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Civil Unions Laws

Civil Unions Laws

The term civil union describes a relationship between two individuals that offers the couple certain legal protection.

Civil unions differ from marriages in that they do not provide a couple with any of the federal protections provided to married spouses, such as the right to file a joint tax return and Social Security benefits that accrue to one’s survivors’ and/or spouse.

Civil unions were originally conceived as a remedy for same-sex couples who wanted to get married but were barred from doing so by law.

For the most part, civil unions have become obsolete as a result the 2015 Supreme Court decision that legalized same-sex marriages in the United States.

Civil Unions vs. Marriages

In general, there are three primary differences between civil unions and marriages, both from a legal as well as a practical standpoint:

1. Transportability: Due to the fact that civil unions are not acknowledged in every state, they may not always be recognized when a couple moves to another state.

2. Federal benefits: States can only grant state rights and benefits to those in civil unions. These individuals have no right to federal benefits, whether they are a same-sex or heterosexual couple.

3. Terminology: “Marriage” is a concept that has societal and cultural implications for both advocates and opponents of same-sex marriage. This became far less of an issue following the Obergefell v. Hodges ruling of 2015 that effectively made marriage between same-sex individuals possible in all states.

Civil unions and same-sex marriage in the states

In the year 2000, Vermont introduced the first civil union law after the state’s Supreme Court ruled in Baker v. State that the law must provide same-sex couples the same rights, privileges, and protection as it provides to heterosexual couples.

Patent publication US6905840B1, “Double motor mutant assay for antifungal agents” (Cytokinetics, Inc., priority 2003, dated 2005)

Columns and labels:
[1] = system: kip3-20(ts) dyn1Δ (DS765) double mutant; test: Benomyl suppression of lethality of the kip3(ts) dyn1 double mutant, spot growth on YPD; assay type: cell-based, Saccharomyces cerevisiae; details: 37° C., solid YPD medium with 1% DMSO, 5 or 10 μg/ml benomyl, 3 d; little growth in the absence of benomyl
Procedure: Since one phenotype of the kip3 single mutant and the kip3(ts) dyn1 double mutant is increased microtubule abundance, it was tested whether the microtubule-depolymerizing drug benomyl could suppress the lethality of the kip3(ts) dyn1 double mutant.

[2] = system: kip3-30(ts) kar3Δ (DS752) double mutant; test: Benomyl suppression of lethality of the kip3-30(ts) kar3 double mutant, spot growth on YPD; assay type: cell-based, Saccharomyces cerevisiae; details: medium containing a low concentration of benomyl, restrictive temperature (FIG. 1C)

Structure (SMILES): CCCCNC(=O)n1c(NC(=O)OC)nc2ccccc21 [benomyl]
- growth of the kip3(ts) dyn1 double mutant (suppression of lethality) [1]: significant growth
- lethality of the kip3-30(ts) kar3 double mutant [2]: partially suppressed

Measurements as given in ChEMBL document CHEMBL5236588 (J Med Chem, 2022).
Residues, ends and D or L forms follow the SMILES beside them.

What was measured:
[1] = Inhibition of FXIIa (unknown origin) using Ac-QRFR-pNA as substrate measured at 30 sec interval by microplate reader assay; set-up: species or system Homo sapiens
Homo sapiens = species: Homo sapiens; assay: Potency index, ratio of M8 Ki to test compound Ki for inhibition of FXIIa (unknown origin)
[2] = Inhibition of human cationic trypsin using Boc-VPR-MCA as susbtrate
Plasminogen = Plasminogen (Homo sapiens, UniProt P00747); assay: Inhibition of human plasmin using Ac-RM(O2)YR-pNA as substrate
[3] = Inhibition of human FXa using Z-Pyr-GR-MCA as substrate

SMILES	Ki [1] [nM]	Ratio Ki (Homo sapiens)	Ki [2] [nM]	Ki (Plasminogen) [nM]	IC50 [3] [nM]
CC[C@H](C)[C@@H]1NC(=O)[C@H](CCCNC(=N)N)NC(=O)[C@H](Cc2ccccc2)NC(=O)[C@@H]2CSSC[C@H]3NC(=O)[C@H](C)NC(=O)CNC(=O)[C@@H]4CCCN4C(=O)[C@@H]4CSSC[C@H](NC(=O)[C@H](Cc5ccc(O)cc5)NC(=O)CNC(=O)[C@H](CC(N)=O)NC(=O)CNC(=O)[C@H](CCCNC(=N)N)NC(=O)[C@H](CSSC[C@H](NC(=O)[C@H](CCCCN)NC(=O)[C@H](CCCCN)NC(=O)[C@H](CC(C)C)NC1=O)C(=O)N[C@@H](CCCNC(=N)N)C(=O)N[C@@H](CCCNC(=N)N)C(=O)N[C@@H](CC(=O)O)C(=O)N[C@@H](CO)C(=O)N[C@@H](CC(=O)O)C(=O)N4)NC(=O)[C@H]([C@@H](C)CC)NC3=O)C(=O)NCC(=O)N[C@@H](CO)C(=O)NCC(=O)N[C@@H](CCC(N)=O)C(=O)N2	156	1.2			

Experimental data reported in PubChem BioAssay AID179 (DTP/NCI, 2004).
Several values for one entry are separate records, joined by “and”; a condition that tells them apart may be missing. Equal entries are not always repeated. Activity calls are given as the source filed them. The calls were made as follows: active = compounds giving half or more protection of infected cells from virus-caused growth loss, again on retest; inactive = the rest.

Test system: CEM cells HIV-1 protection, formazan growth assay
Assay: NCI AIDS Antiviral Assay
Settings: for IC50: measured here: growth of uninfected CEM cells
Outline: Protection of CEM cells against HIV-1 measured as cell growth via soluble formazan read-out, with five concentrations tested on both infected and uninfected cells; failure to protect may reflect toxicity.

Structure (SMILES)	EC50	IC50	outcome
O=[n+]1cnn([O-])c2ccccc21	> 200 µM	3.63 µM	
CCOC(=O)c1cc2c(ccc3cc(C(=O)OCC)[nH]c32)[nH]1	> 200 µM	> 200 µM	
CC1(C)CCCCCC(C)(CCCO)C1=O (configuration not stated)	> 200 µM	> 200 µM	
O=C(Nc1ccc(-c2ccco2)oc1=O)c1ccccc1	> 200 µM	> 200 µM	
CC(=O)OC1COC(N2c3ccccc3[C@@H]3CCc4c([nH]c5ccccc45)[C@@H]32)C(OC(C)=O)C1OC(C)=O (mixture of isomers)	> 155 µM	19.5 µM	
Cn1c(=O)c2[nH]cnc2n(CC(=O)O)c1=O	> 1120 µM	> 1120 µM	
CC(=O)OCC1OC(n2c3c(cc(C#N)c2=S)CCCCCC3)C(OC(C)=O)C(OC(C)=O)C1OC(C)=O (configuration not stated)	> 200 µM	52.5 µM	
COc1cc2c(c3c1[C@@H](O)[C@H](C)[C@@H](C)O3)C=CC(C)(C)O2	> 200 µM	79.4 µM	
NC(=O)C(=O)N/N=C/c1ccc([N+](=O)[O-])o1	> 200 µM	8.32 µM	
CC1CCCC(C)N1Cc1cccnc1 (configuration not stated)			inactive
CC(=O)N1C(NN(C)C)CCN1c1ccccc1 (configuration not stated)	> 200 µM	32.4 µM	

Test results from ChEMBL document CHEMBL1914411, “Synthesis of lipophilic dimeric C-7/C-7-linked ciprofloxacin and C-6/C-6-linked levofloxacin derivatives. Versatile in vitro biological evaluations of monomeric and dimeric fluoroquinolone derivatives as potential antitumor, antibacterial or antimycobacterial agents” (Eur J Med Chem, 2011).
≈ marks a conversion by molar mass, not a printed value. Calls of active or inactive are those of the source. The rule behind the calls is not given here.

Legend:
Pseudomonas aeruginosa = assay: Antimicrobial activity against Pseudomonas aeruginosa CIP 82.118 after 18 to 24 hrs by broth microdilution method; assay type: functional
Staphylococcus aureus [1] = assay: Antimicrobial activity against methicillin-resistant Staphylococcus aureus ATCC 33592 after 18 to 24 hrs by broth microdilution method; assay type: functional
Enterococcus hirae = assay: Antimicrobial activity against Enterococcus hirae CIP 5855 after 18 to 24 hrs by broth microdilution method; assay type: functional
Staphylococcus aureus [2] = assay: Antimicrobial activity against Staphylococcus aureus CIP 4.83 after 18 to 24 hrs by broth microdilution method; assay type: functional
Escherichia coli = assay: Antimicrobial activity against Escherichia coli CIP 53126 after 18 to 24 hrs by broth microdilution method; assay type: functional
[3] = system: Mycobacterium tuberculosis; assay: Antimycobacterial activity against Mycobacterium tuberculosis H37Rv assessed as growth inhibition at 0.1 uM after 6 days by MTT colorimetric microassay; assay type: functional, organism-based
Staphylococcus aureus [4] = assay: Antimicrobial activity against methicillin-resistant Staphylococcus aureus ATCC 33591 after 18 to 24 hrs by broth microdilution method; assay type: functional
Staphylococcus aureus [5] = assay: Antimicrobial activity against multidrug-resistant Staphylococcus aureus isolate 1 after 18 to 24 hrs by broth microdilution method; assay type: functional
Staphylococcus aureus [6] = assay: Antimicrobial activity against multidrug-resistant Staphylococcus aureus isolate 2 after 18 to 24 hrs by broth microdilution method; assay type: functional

Granting same-sex couples the right to join in a civil union was very controversial. However, shortly after Vermont enacted its civil union law, other states began to follow suit or even take it a step further by allowing same-sex marriages. In 2003, Massachusetts became the first state to legalize same-sex marriages.

In 2005, Connecticut enacted its civil union law. Later in 2010, it repealed all of its previous marriage laws and replaced them with gender-neutral terminology, making way for same-sex marriages.

At that time, not every state had a civil union law. Where civil union laws did exist, these laws were in a constant state of flux and varied widely from state to state. Furthermore, until 2013, when the United States Supreme Court ruled in U.S. v. Windsor that same-sex marriages are entitled to federal benefits, civil union laws provided same-sex couples, none of the federal protections provided to married couples.

Finally, in 2015, the United States Supreme Court ruled in Obergefell v. Hodges that same-sex couples must be provided the same rights, benefits, and protection as provided to heterosexual couples. In addition, this ruling nullified all state bans on same-sex marriage and made it mandatory for the state to recognize same-sex marriages performed in other states.

Currently, a marriage between two men or two women is possible in 37 states and married same-sex couples now enjoy the same rights as married heterosexual couples, including the right to divorce, next of kin status, spousal testimonial privileges, inheritance rights, survivorship rights, and the right to file joint tax returns.

Civil unions laws change frequently. For the most up to date information regarding the laws in your state, contact a local family law attorney.

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